A boy cries at the funeral of his grandmother, who died from cholera
More than 3,000 people have died from the worst outbreak of cholera in Zimbabwe's history, which has infected more than 60,000 people.
The epidemic has been fuelled by the country's economic meltdown, which has led to the collapse of the country's water, health and sanitation systems.
Matthew Cochrane, from the International Federation of Red Cross and Red Crescent Societies is travelling around Zimbabwe this week to see the situation for himself and is keeping a diary for the BBC News website.
Monday, 2 February, Kwekwe
The small clinic at Kwekwe has received 131 cholera patients since last Wednesday.
The clinic - set up to provide basic outpatient services - has been overwhelmed.
On Saturday, when the Red Cross Red Crescent arrived, the building was full to overflowing.
The ward was chaotic: severe cases lay alongside mild cases, and in the midst of it all lay three bodies wrapped in plastic.
One of them wasn't longer than 2ft (0.6m) - a child.
We arrived as the tent was being erected in the clinic's yard by a team of Zimbabwe Red Cross volunteers.
It'll be up and running on Monday, and will provide treatment and medication for the more serious cases.
We jumped back in the car and headed to Tiger Reef, a small mining town about 20 minutes west of Kwekwe.
Almost all of the cases seen at the clinic had come from here and the Zimbabwe Red Cross had decided to focus a lot of their public outreach efforts here.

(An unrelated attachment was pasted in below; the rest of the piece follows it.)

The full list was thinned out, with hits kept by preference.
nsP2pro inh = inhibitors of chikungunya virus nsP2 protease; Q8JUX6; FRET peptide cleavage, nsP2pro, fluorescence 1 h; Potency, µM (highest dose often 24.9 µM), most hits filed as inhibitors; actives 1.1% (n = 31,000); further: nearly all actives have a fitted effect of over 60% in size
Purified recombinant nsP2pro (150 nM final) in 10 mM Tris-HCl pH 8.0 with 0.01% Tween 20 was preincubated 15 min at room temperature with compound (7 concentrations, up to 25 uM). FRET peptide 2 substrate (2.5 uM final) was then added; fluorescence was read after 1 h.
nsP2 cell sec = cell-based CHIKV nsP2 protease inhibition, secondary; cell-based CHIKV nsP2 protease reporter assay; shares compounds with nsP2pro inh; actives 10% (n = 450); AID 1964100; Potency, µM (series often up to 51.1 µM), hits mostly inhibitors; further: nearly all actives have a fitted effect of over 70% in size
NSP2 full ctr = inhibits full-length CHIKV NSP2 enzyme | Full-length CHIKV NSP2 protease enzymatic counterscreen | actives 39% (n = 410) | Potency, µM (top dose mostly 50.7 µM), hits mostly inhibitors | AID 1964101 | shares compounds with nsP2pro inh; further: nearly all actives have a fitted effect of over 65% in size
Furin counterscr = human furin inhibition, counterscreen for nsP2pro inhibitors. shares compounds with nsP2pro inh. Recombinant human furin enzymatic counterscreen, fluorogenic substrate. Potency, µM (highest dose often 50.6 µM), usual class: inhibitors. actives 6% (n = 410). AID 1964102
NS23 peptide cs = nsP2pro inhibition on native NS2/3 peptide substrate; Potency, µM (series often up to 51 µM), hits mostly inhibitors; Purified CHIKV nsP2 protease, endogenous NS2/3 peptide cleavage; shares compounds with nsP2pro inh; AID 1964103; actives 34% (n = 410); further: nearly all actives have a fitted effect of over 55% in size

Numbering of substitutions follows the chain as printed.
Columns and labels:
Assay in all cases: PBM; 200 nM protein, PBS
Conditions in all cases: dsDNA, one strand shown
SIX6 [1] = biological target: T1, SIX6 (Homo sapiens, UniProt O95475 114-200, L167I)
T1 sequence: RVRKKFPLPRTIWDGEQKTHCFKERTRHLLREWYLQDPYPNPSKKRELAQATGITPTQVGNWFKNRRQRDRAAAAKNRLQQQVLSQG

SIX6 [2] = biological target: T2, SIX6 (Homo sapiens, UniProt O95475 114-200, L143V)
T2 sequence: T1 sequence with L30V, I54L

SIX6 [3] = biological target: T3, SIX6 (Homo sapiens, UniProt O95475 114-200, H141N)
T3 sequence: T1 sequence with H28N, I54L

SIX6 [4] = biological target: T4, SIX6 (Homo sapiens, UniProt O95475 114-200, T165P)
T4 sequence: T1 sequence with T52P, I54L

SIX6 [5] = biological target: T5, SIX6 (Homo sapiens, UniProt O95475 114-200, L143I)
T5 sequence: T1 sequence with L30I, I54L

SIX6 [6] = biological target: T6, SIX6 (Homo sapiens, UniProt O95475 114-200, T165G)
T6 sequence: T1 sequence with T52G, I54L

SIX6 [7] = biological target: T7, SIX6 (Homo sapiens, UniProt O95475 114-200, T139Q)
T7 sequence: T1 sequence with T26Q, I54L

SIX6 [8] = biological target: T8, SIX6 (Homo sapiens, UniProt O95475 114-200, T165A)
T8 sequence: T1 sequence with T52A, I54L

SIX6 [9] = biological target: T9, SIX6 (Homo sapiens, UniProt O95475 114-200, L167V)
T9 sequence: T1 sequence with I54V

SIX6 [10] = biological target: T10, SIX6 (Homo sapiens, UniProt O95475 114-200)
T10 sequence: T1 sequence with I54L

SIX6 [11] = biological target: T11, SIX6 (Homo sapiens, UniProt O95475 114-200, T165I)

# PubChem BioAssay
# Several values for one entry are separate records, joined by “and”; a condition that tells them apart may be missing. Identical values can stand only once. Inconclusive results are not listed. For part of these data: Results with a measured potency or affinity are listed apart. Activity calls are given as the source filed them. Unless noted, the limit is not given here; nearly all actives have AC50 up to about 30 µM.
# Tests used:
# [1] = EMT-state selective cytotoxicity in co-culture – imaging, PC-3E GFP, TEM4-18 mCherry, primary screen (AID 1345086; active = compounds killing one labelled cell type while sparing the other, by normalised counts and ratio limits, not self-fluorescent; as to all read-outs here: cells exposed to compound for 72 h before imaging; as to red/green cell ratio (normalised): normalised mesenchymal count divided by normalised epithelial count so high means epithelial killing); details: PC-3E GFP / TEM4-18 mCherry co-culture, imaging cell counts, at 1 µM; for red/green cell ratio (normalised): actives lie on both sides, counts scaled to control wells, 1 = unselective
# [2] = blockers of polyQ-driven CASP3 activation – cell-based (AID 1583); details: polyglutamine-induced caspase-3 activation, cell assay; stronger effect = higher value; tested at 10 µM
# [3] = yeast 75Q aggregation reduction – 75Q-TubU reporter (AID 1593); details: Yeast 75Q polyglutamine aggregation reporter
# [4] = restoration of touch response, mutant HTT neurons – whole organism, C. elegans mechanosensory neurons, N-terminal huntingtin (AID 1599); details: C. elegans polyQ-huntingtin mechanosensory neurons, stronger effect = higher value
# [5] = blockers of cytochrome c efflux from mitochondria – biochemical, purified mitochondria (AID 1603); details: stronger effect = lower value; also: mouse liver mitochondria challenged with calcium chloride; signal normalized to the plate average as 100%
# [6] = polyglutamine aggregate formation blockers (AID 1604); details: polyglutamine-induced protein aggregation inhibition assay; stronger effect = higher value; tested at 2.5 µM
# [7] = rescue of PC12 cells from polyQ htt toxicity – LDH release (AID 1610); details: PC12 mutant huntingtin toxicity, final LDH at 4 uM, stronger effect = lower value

We met Helen Hawkings from the British Red Cross and joined her as she headed off to the bus stop - the local gathering point on a lazy Sunday afternoon.
Red Cross workers are trying to raise awareness about the disease
Information is the key in a cholera outbreak.
The illness is so easy to prevent - it's really just about basic hygiene.
So there is a huge amount of work being done by the Red Cross Red Crescent to sensitise communities to the risks they face, and share with them the simple steps they can take to dramatically reduce these risks.
But Tiger Reef is a mess.
The community hasn't had running water for months - not since the mining company failed to pay the electricity bill - and the only toilets are the modest public ones.
You can imagine what they look like.
The deadly water-borne epidemic has infected more than 60,000 people
A crowd of about 300 people gathered around Helen and two young Red Cross Red Crescent volunteers.
The frustration was palpable.
How, the community asked, can we deal with this cholera, when we don't have toilets and we have to walk 3km (two miles) to the river to get water?
"We know you are frustrated," said Helen. "We know that these frustrations didn't arrive last week. But last week, there was a serious outbreak of cholera.
"Right now, we can't fix the long-term problems, but we can make sure that you don't get sick."